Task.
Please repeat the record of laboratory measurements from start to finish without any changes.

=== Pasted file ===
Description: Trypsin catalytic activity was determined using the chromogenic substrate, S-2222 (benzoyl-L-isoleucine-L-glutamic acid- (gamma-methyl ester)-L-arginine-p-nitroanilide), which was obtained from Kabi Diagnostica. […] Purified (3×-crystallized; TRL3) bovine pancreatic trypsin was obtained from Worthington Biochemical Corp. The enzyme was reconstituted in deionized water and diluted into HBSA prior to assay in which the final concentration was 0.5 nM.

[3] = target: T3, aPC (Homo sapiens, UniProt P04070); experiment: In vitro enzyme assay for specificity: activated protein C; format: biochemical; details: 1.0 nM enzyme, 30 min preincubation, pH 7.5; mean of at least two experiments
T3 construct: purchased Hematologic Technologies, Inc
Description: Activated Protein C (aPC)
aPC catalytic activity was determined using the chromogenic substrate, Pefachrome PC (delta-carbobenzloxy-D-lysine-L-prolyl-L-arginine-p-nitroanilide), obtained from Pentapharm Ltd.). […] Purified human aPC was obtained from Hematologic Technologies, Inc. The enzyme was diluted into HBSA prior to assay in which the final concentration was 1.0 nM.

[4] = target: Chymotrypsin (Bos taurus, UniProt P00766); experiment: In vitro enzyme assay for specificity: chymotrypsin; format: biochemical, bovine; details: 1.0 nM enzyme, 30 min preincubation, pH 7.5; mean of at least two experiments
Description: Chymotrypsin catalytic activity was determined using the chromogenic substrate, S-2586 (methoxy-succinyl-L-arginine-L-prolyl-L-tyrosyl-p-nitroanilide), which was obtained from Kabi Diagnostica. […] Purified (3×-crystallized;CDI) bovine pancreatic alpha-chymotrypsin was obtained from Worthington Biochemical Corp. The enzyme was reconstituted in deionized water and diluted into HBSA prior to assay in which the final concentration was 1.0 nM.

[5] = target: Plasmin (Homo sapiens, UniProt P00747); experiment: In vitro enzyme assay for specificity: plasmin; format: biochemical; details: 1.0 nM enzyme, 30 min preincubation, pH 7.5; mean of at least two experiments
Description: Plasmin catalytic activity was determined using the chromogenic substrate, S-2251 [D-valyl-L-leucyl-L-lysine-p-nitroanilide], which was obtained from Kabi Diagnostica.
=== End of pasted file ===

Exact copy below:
Description: Trypsin catalytic activity was determined using the chromogenic substrate, S-2222 (benzoyl-L-isoleucine-L-glutamic acid- (gamma-methyl ester)-L-arginine-p-nitroanilide), which was obtained from Kabi Diagnostica. […] Purified (3×-crystallized; TRL3) bovine pancreatic trypsin was obtained from Worthington Biochemical Corp. The enzyme was reconstituted in deionized water and diluted into HBSA prior to assay in which the final concentration was 0.5 nM.

[3] = target: T3, aPC (Homo sapiens, UniProt P04070); experiment: In vitro enzyme assay for specificity: activated protein C; format: biochemical; details: 1.0 nM enzyme, 30 min preincubation, pH 7.5; mean of at least two experiments
T3 construct: purchased Hematologic Technologies, Inc
Description: Activated Protein C (aPC)
aPC catalytic activity was determined using the chromogenic substrate, Pefachrome PC (delta-carbobenzloxy-D-lysine-L-prolyl-L-arginine-p-nitroanilide), obtained from Pentapharm Ltd.). […] Purified human aPC was obtained from Hematologic Technologies, Inc. The enzyme was diluted into HBSA prior to assay in which the final concentration was 1.0 nM.

[4] = target: Chymotrypsin (Bos taurus, UniProt P00766); experiment: In vitro enzyme assay for specificity: chymotrypsin; format: biochemical, bovine; details: 1.0 nM enzyme, 30 min preincubation, pH 7.5; mean of at least two experiments
Description: Chymotrypsin catalytic activity was determined using the chromogenic substrate, S-2586 (methoxy-succinyl-L-arginine-L-prolyl-L-tyrosyl-p-nitroanilide), which was obtained from Kabi Diagnostica. […] Purified (3×-crystallized;CDI) bovine pancreatic alpha-chymotrypsin was obtained from Worthington Biochemical Corp. The enzyme was reconstituted in deionized water and diluted into HBSA prior to assay in which the final concentration was 1.0 nM.

[5] = target: Plasmin (Homo sapiens, UniProt P00747); experiment: In vitro enzyme assay for specificity: plasmin; format: biochemical; details: 1.0 nM enzyme, 30 min preincubation, pH 7.5; mean of at least two experiments
Description: Plasmin catalytic activity was determined using the chromogenic substrate, S-2251 [D-valyl-L-leucyl-L-lysine-p-nitroanilide], which was obtained from Kabi Diagnostica.